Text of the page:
Based on the same novel, this film and Fritz Lang's magnificent SCARLET STREET are almost identical in terms of plot. A painfully shy and friendless office cashier, Maurice Legrand (brutally ironic name), lives with his shrewish wife, and paints cathartically in his spare time. After an office party one night, he comes across a young brute hitting a woman. They are actually lovers, pimp Dede and employee Lulu, but contrive a scheme to have Legrand pay for a well-appointed apartment while Lulu pretends to be his lover. To pay for this he robs his employer, and when this runs out, the lovers fob off his paintings as Lulu's. They are a success and earn her fame and fortune.
Legrand is paralysed by life with his intolerable wife, whose sublime military dead husband is repeatedly extolled to Legrand's detriment. One day, however, he comes across this very much alive paragon of virtue, a blackmailing tramp who feigned his death to escape the same wife. Legrand sees an opportunity to at last divest himself of her, and, on the pretext of stealing her money, reunite the happy couple. Delighted, he packs up, and heads for his young mistress, who, unsurprisingly, lies in bed with her lover.
As the subject matter are almost (thought, crucially, not totally) identical, the difference between the two films must be sought in approach, style, emphasis and omission. Lang's 1945 film owes much to the contemporary film noir cycle, as well as the subversive male melodrama. SCARLET STREET is much more about the price of humanity and expression under capitalism, the alienation of both the worker and the artist from his work, as well as the suffocating nature of American respectability.
STREET has been accused of being a compromised essay in guilt, but it is not remorse that torments Chris Cross for the rest of his life, so much as his failure to escape his initial hell on earth; his blind adhesion to a false escape that taunts him even after it has been removed. Lang's style is perfectly suited to this interpretation, harsh, austere, geometric, entrapping his characters in formal grids, both interior and exterior, fixing them with pitiless irony when they seem most free.
This is alien to Renoir's reputation for a warm, humanistic temperament, and his film is much brighter and more playful, although, in the early 1930s, we have many of noir's central tenets - the weak man brought down by a femme fatale; the inevitability of Fate expressed through plot; the use of interiors, framing and shadows to visualise the mindset of the trapped protagonist.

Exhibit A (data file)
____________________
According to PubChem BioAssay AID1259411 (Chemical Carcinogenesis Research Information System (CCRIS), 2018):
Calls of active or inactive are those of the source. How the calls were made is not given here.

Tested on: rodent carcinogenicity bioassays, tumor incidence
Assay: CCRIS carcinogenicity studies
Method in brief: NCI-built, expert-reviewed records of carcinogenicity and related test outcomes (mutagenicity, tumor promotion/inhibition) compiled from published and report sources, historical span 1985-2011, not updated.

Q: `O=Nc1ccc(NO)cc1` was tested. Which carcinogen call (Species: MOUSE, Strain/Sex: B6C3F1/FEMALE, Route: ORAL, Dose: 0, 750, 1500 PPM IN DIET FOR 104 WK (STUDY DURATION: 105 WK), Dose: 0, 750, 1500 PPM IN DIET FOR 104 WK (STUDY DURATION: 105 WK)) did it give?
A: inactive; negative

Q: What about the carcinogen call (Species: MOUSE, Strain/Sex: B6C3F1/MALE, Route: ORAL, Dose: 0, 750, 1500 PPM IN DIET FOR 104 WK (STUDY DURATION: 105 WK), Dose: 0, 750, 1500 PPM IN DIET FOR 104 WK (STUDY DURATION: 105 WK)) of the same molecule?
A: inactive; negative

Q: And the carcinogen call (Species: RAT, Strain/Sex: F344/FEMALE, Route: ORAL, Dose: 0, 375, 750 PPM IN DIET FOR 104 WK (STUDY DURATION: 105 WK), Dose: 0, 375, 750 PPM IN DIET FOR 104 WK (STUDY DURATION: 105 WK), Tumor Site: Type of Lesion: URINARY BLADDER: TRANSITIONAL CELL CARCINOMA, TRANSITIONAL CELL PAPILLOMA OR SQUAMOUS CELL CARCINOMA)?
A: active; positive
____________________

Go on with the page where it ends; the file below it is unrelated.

But Renoir's attitude to all this is not altogether serious. There is a structural affirmation of play that seems to reject the film's literal aspirations. For instance, CHIENNE opens with three Punch and Judy-type puppets fighting over what kind of film this is. While their struggle enacts the events of the film, it also ridicules it; and their final conclusion is that the film has no moral and isn't about anything.
In a very real sense, it isn't; it's about the destruction of values and morals. Lulu and Dede betray certain moral codes in manipulating Legrand; the courts emasculate themselves by executing an innocent (of murder anyway) man; Legrand escapes his shrewish wife, his oppressive job and lives the blissful, almost communal life of a tramp (which, as has been pointed out, looks ahead to Renoir's next masterpiece, BOUDU SAUVE DES EAUX), reward for theft and murder.
Renoir achieves this amorality with a tacitness that is startling in retrospect. Although he is constantly ironising throughout the film - often the performers begin performing (see Legrand revealing her 'dead' husband to his wife); the studied use of frames, mirrors, paintings, windows etc. continually draw attention to the constructed nature of the film - his critique of the bourgeois is more generous than Lang's, its oppression less a living thing than lived in.
Legrand's predicament is expressed in his being made crouch at home and work by vast bourgeois accoutrements, constantly bumping into, and being dwarfed by, things. By tiny details, such as a neighbour hanging out washing, or a child playing a piano, Renoir points to another world outside this torrid prison. This is typical of his method - his privileging of deep space asks us to look and imagine beyond, to interpret what we see and look for alternatives.
This is most brilliantly illustrated at the moment of the film's climax, when Legrand discovers his betrayal. Instead of resorting to heated close-ups, hysterical music, meaningful shadows, Renoir quietly takes his camera outside of the scene, moves it slowly around the apartment until, non-dramatically, we see its components through a curtained window. We are reefed out of the drama, shown that it is a drama, that there are other realities, namely that of the camera, and our own, and asked to ruminate thereon.
This is not to suggest that CHIENNE is a chilly formal excercise. Renoir loves people too much for it to be that, but asks us to look at what shapes people and their decisions. If he's not quite as sympathetic to his villains as Lang, he places much emphasis on class, and Lulu's showing her friend her new apartment with its bathroom is very touching and highly revealing. Likewise, Renoir doesn't make as much play with Legrand's paintings as Lang - they are less expressions of his diseased unhappiness for a start - but puts them into a wider context of framing and perspective (it's ironic that austere formalist Lang should seem more humanistic than humanistic Renoir).
The murder scene is a genuine masterpiece, weaving together all the different themes of sexual unhappiness, betrayal, the public and private space (the murder is intercut with a beautifully nostalgic busking session on the street), art as expression and concealment. The whole sequence - from murder to Dede's discovery of the body - is a model of Renoir's method, formally precise, yet powerfully emotional.